For Americans, Hollywood is an ever-present entity. Each week, new and exciting movies hit theaters and stores, and each day, the lives and scandals of celebrities fill our popular culture. And while most of us don’t live on Sunset Boulevard or even in the remote vicinity of the Hollywood sign, the allure and spectacle of Hollywood are, nevertheless, a part of our American identity. So, as a nation, we don’t know what it is like to look from afar at the film industry with envious eyes, hoping to one day be within reach of all its bright lights and possibilities.

Darri Ingolfsson knows that feeling. A native of Iceland, Ingolfsson was one of those who watched the film industry from a distance, gaining an appreciation and respect for the art of American cinema — anxiously waiting for his chance to be a part of the business of big stars and bigger pictures. Now, his time has finally come. Having moved to America with the dream of making his own mark on the silver screen, Ingolfsson is paving his way to stardom, one role at a time.

In recent years, he has graced the big and small screens — guest starring on such TV shows as ABC’s Last Resort, and appearing in short films and blockbusters like The Girl with the Dragon Tattoo and Flags of Our Fathers. And now, he is taking his biggest step yet toward stardom with a recurring role on the highly anticipated final season of Showtime’s serial killer drama Dexter.

Ingolfsson spoke with GALO about taking the leap of faith to move his life from Iceland to Hollywood, why he thinks it is detrimental to making acting one’s entire life focus, and what it was like to come aboard a popular TV show in its eighth and final year.

GALO: Before you moved to LA and entered the fast-paced entertainment industry, you were originally a native of Iceland.

Darri Ingolfsson: Born and raised.

GALO: That is quite a move, going from Iceland to America. When did you permanently make the trek to America, and what made that the right time for you, personally, to pack up and head to LA?

DI: I almost went to the States in 2000 — I had gotten wind of a place called College of the Canyons in California that had a drama department, but it was more of a college that specialized in many subjects. At the same time, I had went and auditioned for a three-year British drama school in London and I got in. As much as I wanted to go right to the States, I thought it would be a good idea to go to England and get a very grounded and strong drama training first. That actually turned into eight years; three of drama school and then life kind of took over. I will never regret those years and going to England for training because it was a wonderful experience, but about four and a half years ago, I finally made my way over here.

GALO: Other than the institution you studied at in Britain, did you have any other formal acting training?

DI: Before I went to London, I had done some acting in Iceland. I actually went to a private business school in Iceland, but the main reason I went there was because, aside from the schoolwork, they put on a big play once a year and then a very big musical that goes out to the public. Very often, you would see kids that are in those musicals go onto performing careers. So that was the huge reason I went there, even though I wouldn’t call it an official acting school. However, I would say that I have been studying acting, or should I say, studying film, since I was a kid. [American] culture has played a big part in my upbringing in Iceland — especially in the wintertime when there is not much else to do [laughs].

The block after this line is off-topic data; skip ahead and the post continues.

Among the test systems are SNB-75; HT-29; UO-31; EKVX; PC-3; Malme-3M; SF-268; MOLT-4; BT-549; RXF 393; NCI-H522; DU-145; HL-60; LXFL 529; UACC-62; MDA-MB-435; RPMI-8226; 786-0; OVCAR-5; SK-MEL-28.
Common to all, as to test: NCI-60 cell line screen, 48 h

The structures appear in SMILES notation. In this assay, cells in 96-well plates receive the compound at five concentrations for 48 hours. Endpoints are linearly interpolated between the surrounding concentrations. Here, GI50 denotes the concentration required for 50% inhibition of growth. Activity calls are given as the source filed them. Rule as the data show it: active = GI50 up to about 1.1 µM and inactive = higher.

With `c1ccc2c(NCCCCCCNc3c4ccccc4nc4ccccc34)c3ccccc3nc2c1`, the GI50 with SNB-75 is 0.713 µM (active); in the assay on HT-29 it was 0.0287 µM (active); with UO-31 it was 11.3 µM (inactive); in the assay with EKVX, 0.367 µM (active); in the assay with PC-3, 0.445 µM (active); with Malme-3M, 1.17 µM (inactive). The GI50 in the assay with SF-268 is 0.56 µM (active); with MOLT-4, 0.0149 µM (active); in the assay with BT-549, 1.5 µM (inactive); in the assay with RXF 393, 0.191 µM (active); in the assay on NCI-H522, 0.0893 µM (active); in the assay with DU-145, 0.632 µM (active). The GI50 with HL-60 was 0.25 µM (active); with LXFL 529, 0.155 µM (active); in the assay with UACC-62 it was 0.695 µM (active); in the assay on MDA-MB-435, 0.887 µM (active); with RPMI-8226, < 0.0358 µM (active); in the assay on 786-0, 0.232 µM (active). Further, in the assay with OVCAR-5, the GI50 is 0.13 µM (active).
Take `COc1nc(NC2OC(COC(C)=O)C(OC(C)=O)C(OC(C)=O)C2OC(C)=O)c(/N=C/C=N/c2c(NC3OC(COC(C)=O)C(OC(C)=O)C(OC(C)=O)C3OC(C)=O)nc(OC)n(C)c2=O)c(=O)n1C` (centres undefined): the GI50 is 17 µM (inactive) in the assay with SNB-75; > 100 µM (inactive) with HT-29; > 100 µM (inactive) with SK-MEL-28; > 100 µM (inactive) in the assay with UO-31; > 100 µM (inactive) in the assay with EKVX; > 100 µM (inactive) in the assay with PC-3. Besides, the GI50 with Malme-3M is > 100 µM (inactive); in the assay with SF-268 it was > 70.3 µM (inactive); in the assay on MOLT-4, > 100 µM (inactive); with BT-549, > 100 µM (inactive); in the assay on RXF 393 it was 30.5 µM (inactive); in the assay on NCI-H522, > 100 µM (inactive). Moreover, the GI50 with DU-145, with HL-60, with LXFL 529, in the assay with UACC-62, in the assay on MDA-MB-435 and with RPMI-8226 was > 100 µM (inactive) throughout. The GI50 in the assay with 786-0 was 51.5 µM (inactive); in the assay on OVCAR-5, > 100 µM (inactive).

GALO: When you set your sights on moving to LA, was it solely in the pursuit of acting and the opportunities that Hollywood can provide?

DI: Yes. The major driving force for me to come here was the films and television shows. But I actually came to LA two years prior to moving here permanently on a tourist visa to check out the place and make sure the reality of it was something I wanted. I had never been here but I imagined I would like it, so I came here to check it out. When I went back home, I always said that I wasn’t moving to LA just to “make it” [as an actor], but I was moving here to make a life. I made sure that my life had something other than the battle for roles, because that can be very dangerous — there’s a lot of rejection and ups and downs. That can be bad for a person, to put all their power into only that journey because life is so much more. Also as an actor, and an artist in general, we are portraying real life and reflecting off that. I think that if you just concentrate on Hollywood or simply being a thespian, you kind of lose touch with reality of the rest of the world. I was always very conscious about having my head in more than just that place. And I think that has helped me a lot because it has been quite a battle here and there.

GALO: What was the transition like from Iceland to America? Was it a difficult process to acclimate to such a drastically new environment?

DI: It was pretty hard. But I had done it once before when I went to London — literally going into a place, shutting off my cell phone from home and knowing absolutely no one. I had a few people that I knew here, but it was still a little daunting. I can say that I met very wonderful people on my journey and they seemed to be very hospitable. I stayed on sofas, kitchen nooks and air mattresses; I lived in probably five places in the first four months. I came here with a little bit of money — from some advertising I had done in London — but that ran out in like four months. It gave me a little bit of breathing room to figure out what the hell I was doing. And then I started to find random little jobs that would pay me not so much money, but enough that I could survive.

(Interview continued on next page)